Dar es Salaam. Unpredictable hotel business in the country is forcing Ramada Resort Dar es Salaam to look for other potential markets within the East African Community (EAC) and Southern African Development Community (SADC) country states to raise revenue.
The strategy follows a decline in revenues occasioned by poor bed occupancy whereby only 50 to 55 per cent of income is generated from selling of rooms.
“This unpredictable turn of events started last year. For instance, in February last year the average bed occupancy was 40 per cent, but the same period this year has seen an increase to 75 per cent,” the hotel’s director of Sales and Marketing, Mr Bharath Swarup, told The Citizen recently.
According to Mr Swarup, this year 138 rooms were not occupied, slashing the occupancy to 65 per cent. He added that in March, last year, the business performed excellently, but the same period this year has seen a slight decline.
He revealed that the hotel is now targeting Kenya, Rwanda, Zimbabwe and South Africa, saying Tanzania has much to offer which cannot be found in those countries, but the target is to capture meetings, conferences, leisure as well as other businesses.
Speaking on business performance he said they saw 25 per cent growth in turnover compared to the previous year. “We have yet to finish our business report for last year, but business was not bad…but we must look for other sources instead of relying on local business,” he said.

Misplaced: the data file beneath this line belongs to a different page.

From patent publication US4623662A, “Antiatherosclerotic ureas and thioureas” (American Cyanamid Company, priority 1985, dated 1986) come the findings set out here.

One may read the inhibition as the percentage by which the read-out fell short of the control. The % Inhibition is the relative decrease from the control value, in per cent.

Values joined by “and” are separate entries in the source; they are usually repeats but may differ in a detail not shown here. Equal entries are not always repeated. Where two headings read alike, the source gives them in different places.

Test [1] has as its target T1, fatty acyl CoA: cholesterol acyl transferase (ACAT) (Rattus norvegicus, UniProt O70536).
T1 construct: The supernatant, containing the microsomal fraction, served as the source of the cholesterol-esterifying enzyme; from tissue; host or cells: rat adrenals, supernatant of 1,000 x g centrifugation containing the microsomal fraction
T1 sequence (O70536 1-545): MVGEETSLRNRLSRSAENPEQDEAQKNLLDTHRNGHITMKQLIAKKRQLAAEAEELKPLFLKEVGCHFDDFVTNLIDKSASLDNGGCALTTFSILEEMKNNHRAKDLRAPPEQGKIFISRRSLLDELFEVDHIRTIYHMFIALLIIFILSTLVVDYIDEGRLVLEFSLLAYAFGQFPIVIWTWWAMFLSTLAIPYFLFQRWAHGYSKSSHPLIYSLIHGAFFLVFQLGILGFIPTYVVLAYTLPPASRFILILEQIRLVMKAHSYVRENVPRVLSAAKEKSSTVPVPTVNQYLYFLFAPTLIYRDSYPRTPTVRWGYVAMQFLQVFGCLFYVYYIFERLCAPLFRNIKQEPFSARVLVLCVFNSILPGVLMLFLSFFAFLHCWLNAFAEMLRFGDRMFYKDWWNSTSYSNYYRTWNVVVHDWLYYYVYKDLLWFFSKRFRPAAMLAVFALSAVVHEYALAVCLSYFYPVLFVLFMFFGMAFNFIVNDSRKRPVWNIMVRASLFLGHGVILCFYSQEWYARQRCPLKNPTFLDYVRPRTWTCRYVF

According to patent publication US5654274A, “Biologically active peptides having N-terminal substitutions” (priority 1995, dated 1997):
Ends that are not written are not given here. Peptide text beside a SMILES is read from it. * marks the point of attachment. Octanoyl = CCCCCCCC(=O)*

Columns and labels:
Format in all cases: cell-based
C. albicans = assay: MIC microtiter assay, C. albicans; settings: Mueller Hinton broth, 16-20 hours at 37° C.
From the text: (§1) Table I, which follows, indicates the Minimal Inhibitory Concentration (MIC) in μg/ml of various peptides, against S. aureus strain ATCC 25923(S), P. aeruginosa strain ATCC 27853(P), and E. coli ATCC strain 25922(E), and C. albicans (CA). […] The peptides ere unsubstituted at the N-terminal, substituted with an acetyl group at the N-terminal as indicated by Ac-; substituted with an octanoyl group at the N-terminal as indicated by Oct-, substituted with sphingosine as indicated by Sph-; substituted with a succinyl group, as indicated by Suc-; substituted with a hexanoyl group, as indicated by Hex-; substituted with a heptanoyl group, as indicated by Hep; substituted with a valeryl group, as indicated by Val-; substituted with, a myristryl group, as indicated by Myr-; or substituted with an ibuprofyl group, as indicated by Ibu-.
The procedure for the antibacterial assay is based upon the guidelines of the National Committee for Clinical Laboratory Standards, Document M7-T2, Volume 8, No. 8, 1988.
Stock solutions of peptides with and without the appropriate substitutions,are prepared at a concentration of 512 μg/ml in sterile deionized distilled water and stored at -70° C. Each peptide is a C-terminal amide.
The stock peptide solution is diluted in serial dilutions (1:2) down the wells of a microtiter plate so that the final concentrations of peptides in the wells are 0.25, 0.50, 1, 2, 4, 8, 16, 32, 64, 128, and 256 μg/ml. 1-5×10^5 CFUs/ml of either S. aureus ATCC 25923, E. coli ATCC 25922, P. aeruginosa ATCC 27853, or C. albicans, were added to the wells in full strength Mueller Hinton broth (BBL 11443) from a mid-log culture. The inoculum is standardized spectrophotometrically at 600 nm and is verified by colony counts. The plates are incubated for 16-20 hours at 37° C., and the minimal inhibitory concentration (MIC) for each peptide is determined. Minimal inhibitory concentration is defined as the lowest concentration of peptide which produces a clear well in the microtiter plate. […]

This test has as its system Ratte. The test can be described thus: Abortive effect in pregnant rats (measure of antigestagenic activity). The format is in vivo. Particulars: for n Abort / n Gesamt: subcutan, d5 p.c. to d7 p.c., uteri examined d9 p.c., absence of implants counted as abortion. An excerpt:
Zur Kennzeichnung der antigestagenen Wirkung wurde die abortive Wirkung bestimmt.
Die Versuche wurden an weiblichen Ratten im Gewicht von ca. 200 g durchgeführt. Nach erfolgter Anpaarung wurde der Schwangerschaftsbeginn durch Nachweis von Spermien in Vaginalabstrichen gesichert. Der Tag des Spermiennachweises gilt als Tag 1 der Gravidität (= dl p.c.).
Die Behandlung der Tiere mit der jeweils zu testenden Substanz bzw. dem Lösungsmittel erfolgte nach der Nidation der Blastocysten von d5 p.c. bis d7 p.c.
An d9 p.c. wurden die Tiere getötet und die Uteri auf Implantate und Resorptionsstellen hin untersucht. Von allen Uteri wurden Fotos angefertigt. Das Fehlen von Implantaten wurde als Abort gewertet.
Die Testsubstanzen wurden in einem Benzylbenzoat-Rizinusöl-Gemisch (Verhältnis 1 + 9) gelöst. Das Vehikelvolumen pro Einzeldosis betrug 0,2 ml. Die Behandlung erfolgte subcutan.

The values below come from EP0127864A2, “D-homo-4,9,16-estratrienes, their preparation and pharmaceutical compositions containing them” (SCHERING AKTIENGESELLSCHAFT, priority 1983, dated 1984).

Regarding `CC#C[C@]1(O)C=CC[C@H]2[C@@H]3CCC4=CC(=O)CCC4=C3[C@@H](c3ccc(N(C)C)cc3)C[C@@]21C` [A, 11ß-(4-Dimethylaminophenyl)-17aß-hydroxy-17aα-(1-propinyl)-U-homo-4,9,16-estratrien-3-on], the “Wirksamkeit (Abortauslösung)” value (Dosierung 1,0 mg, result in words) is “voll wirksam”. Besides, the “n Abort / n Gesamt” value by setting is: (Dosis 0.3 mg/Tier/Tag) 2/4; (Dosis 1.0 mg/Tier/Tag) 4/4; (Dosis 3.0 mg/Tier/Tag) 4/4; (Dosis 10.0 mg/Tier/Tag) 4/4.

He also revealed that this year the plan is to invest more in leisure and tourism because Dar es Salaam city has much to offer such as the beach, museum, zoo and shopping, to mention a few. Mr Swarup advised the Dar es Salaam City Council to form a local tourism board which would oversee the attractions within the city that could help hotels in attracting customers.
“The Tanzania Tourist Board (TTB) concentrates mainly in promoting Kilimanjaro, Serengeti and Zanzibar, which are the key tourist attractions, but Dar es Salaam is a business hub with very many attractions.
A report by the National Bureau of Statistics shows that bed occupancy for April last year dropped by 3.4 per cent compared with the same month in 2016.
In April, last year, the occupancy rate was estimated at 23.5 per cent, there were 75,405 beds occupied out of which 49.2 per cent were by international visitors.
Recently the Hotel Association of Tanzania CEO Nura Karamagi told The Citizen the drop in occupancy rate was due to slow pace of tourists arriving in the country, adding that more effort were needed to increase the number.